In the benign 1960 movie Visit to a Small Planet, Jerry Lewis brought a comedic touch to the concept of an extraterrestrial close encounter. Lewis’s intergalactic time traveler, Kreton (a play on cretin), created trouble through his clumsy naiveté. Upending one social setting after another, Kreton precipitates most of the chaos. Finally reporting to his alien schoolmaster that he has had enough of humankind, Lewis notes in his well-worn mock-baby tone, “This is a crazy, mixed up planet.”
He has learned a most important lesson, however: “Keep your nose out of other people’s planets.”
But where would Hollywood be if our cosmic neighbors did mind their own business? Whether the “getting to know you” theme of Close Encounters of the Third Kind at one end of the contact spectrum, or the “we want your planet” of War of the Worlds or Independence Day at the other, alien encounters hold a fascination for us—and encourage high box office hopes for the moviemakers.
Visit could be considered a kind of oddball follow-up to Robert Wise’s 1951 The Day the Earth Stood Still, which was made in the early years of the Cold War. Wise used his forum to create a warning message concerning the need for the superpowers to step away from the nuclear precipice. Interestingly, in Gore Vidal’s original stage version of Visit, Kreton tries to trigger a nuclear exchange.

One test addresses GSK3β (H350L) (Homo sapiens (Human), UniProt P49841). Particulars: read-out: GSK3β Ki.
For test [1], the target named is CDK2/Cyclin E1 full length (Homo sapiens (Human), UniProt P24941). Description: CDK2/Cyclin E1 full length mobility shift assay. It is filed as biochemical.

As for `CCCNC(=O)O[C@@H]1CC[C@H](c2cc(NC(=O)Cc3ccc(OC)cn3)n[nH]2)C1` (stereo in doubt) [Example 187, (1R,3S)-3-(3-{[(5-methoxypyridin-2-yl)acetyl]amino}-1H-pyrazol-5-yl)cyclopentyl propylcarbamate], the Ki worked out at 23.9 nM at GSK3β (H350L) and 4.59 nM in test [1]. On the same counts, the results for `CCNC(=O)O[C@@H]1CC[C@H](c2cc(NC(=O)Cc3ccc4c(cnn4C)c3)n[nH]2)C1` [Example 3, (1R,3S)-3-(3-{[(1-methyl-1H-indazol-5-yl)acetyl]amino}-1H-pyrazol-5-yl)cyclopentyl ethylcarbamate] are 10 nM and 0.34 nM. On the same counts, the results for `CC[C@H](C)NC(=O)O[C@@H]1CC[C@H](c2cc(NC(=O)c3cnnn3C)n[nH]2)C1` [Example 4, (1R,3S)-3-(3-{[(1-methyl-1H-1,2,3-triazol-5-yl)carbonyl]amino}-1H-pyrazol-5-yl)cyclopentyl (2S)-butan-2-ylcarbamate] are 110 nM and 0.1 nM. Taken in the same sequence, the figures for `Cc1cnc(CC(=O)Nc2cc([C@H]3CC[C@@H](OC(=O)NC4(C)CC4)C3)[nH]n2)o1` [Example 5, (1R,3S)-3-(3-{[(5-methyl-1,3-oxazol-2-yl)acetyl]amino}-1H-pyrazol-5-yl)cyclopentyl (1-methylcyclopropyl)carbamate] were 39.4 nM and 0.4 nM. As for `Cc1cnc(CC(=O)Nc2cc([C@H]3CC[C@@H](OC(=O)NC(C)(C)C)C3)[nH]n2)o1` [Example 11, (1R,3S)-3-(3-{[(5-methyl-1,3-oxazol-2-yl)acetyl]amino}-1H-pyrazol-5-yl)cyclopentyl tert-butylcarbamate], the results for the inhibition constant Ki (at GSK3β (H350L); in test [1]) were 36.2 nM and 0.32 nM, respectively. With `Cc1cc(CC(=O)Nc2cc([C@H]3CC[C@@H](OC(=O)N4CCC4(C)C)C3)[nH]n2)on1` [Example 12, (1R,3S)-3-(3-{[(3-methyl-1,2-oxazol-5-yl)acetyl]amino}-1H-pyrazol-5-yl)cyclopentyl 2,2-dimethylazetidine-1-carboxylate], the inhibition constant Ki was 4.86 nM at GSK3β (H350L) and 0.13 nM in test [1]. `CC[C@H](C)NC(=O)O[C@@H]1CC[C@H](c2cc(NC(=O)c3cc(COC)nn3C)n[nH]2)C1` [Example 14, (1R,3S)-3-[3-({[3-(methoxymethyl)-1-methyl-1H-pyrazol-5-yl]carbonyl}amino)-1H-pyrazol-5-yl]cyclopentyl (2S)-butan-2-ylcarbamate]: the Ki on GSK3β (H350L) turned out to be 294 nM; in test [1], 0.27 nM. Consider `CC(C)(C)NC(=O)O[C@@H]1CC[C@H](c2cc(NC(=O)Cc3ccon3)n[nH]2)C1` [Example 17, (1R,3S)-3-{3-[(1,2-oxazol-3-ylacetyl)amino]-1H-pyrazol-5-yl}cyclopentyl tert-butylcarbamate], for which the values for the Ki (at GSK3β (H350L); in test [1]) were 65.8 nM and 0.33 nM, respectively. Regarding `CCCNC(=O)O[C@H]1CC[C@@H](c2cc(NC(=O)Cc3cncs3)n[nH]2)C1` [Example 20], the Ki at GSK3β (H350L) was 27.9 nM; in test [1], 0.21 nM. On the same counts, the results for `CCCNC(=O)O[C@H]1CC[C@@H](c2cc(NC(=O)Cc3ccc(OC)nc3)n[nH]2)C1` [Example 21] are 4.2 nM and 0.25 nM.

The alien Klaatu was the mouthpiece for Wise’s antimilitarism. “I had been an antimilitarist all my life,” he later said. “This was one way of expressing it.” An imposed solution—a message demanding peace, delivered to the governments of the world by an interstellar representative—seemed to Wise to be a reasonable plan, a hoped-for solution to the threat of mutually-assured destruction that existed between the American and Soviet atomic superpowers.
Michael Rennie, a tall, angular import unknown to American audiences, was perfectly cast for the original Klaatu. Rennie brought a natural alienness to the character, whose call for “the complete elimination of aggression” had great appeal in the real world, even if it was announced by a creature from an imaginary one.
“The universe grows smaller every day,” Klaatu has iconically told us for almost 60 years. “The threat of aggression by any group anywhere can no longer be tolerated. There must be security for all, or no one is secure.”
“Your choice is simple,” Klaatu continued in the original film’s key moment; “join us and live in peace, or pursue your present course and face obliteration.” GORT, the indestructible robot with a cyclopean heat ray—ironically aimed to destroy anything violent—would enforce the peace.
“We shall be waiting for your answer,” Klaatu informed the world before reboarding his spaceship. “The decision rests with you.”